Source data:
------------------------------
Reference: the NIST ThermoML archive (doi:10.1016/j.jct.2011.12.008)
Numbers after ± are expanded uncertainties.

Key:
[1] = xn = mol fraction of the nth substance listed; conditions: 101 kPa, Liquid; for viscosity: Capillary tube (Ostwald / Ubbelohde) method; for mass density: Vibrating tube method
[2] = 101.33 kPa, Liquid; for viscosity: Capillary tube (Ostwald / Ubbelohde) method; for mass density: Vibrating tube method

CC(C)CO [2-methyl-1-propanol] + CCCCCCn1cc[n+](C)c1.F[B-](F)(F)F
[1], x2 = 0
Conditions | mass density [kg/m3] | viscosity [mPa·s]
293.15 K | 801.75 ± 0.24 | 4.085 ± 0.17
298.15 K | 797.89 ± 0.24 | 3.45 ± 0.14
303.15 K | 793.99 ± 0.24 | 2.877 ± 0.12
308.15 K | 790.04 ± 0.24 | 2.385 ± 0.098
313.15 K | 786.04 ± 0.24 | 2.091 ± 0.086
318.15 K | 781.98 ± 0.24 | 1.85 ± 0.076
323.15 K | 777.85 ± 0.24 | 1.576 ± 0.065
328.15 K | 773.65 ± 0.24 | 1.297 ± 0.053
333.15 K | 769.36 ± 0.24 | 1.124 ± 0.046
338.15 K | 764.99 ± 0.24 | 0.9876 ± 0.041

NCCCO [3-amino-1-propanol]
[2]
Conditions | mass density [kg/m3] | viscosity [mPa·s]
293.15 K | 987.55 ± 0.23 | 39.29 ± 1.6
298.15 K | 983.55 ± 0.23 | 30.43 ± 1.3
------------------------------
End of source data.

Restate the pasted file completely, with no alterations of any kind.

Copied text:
Reference: the NIST ThermoML archive (doi:10.1016/j.jct.2011.12.008)
Numbers after ± are expanded uncertainties.

Key:
[1] = xn = mol fraction of the nth substance listed; conditions: 101 kPa, Liquid; for viscosity: Capillary tube (Ostwald / Ubbelohde) method; for mass density: Vibrating tube method
[2] = 101.33 kPa, Liquid; for viscosity: Capillary tube (Ostwald / Ubbelohde) method; for mass density: Vibrating tube method

CC(C)CO [2-methyl-1-propanol] + CCCCCCn1cc[n+](C)c1.F[B-](F)(F)F
[1], x2 = 0
Conditions | mass density [kg/m3] | viscosity [mPa·s]
293.15 K | 801.75 ± 0.24 | 4.085 ± 0.17
298.15 K | 797.89 ± 0.24 | 3.45 ± 0.14
303.15 K | 793.99 ± 0.24 | 2.877 ± 0.12
308.15 K | 790.04 ± 0.24 | 2.385 ± 0.098
313.15 K | 786.04 ± 0.24 | 2.091 ± 0.086
318.15 K | 781.98 ± 0.24 | 1.85 ± 0.076
323.15 K | 777.85 ± 0.24 | 1.576 ± 0.065
328.15 K | 773.65 ± 0.24 | 1.297 ± 0.053
333.15 K | 769.36 ± 0.24 | 1.124 ± 0.046
338.15 K | 764.99 ± 0.24 | 0.9876 ± 0.041

NCCCO [3-amino-1-propanol]
[2]
Conditions | mass density [kg/m3] | viscosity [mPa·s]
293.15 K | 987.55 ± 0.23 | 39.29 ± 1.6
298.15 K | 983.55 ± 0.23 | 30.43 ± 1.3